Queens of the Stone Age: The Queens were� alright, really. I liked about half of the songs they played (some of it was a bit too bullish and grey sounding for my liking), but the crowd seemed a bit less enthusiastic than they should have been, given that the majority of them clearly love the band. Still, there were enough psychedelic man-rock highlights to keep me happy, even if they didn�t play �Another Love Song�. �You Think I Ain�t Worth a Dollar But I Feel Like a Millionaire� and 'No One Knows' bookended the set, and are both pretty wonderful examples of what these guys do best.
That said, seeing sometimes QOTSA vocalist Mark Lanegan (who is an ex-Screaming Tree and solo artist in his own right) in the sunshine seemed inherently wrong on some level. His monumental rumble of a voice and crinkly, stick-figure looks give him the inexplicable air of someone who should only be able to survive in the darkness. He almost looks like he should melt away to nothing when exposed direct sunlight, which is kinda gothtastic, really.
The Foo Fighters: I doubt I�ll ever listen to the Foo Fighters much, but they feel like they�ve been genetically engineered to play events like this (in a good way). None of their songs particularly grab me, but as a band they are energetic, have a lot of big choruses and are perfectly designed for playing rock music to huge crowds without making it seem too embarrassingly cock-rocking.
Besides, they got the masses of 14-year-olds in the crowd to jump up and down with joy, which kinda took me back to my early teens when I quite liked some of their stuff and would have loved this.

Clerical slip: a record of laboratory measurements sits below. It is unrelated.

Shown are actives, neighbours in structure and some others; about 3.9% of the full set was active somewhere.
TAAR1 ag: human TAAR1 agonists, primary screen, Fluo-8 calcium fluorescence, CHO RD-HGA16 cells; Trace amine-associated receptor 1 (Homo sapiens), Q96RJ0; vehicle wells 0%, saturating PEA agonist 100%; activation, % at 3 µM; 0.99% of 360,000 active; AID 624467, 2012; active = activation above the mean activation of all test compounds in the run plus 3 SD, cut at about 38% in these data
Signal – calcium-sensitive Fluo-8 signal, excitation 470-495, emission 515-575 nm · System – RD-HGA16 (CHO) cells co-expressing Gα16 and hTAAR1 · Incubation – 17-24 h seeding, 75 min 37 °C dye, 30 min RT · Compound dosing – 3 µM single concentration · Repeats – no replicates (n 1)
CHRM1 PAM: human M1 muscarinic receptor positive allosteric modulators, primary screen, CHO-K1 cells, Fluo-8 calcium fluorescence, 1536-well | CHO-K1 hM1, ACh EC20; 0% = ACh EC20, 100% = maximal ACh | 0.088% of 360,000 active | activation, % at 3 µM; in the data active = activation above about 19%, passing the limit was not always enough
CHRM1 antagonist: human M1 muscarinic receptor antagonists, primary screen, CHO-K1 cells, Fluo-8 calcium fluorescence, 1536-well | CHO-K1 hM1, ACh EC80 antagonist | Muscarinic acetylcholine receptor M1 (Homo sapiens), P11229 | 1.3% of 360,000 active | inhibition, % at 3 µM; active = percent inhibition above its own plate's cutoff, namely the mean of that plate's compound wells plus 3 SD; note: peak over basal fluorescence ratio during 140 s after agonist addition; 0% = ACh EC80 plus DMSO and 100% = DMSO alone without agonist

The Red Hot Chili Peppers: I�ll be honest with you�I don't care for these guys, now or ever. Nothing they do interests me, except when it actually gets on my nerves. The rockier songs really get on my tits (see �cock-rocking�, above), and the ballads just strike me as being dull beyond all belief. But then what do I know; the crowd loved them. While they were on the stage, Chris and I retreated to the periphery, to eat candyfloss and generally talk as much crap as we could between the mouthfulls of tooth rot. It was such a gorgeous night, and it felt good to chill out for a while, but, erm, yeah�the Chili Peppers: they jumped around a lot and played with alarming technical precision, but I couldn't really get into it at all. Plus, when they started to play �Give it Away� I�d have gouged my own eyes out to have it replaced by �Gay Bar� or �50-ft Queenie�. Man do I hate �Give it Away�; it's bland, pompous, penis-waving funk rock at its worst, basically, which makes it everything I hate about the band neatly compressed into one useless little bundle.
*The album has a sonic range that goes from quiet chugging to really fucking loud chugging, basically, which I think really gives it a sonic edge that fits the material. Others have disagreed, claiming that it makes the album barely listenable at best, but there you go.